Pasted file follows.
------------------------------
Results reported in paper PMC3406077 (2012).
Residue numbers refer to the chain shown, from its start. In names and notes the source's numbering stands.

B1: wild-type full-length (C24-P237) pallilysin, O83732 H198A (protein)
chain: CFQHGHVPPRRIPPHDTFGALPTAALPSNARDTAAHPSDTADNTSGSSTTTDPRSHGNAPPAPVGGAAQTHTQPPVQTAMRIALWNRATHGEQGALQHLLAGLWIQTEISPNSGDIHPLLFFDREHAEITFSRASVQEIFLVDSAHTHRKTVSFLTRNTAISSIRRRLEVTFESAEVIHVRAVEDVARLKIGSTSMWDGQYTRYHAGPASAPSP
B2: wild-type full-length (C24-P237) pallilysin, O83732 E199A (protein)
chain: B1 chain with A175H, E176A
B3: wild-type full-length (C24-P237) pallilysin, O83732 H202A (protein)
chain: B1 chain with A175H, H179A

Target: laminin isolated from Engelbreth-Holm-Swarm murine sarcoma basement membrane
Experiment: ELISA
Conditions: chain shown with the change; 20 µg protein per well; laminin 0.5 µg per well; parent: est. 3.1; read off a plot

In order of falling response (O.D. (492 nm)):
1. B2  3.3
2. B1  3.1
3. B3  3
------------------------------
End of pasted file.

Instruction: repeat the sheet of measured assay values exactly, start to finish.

Results reported in paper PMC3406077 (2012).
Residue numbers refer to the chain shown, from its start. In names and notes the source's numbering stands.

B1: wild-type full-length (C24-P237) pallilysin, O83732 H198A (protein)
chain: CFQHGHVPPRRIPPHDTFGALPTAALPSNARDTAAHPSDTADNTSGSSTTTDPRSHGNAPPAPVGGAAQTHTQPPVQTAMRIALWNRATHGEQGALQHLLAGLWIQTEISPNSGDIHPLLFFDREHAEITFSRASVQEIFLVDSAHTHRKTVSFLTRNTAISSIRRRLEVTFESAEVIHVRAVEDVARLKIGSTSMWDGQYTRYHAGPASAPSP
B2: wild-type full-length (C24-P237) pallilysin, O83732 E199A (protein)
chain: B1 chain with A175H, E176A
B3: wild-type full-length (C24-P237) pallilysin, O83732 H202A (protein)
chain: B1 chain with A175H, H179A

Target: laminin isolated from Engelbreth-Holm-Swarm murine sarcoma basement membrane
Experiment: ELISA
Conditions: chain shown with the change; 20 µg protein per well; laminin 0.5 µg per well; parent: est. 3.1; read off a plot

In order of falling response (O.D. (492 nm)):
1. B2  3.3
2. B1  3.1
3. B3  3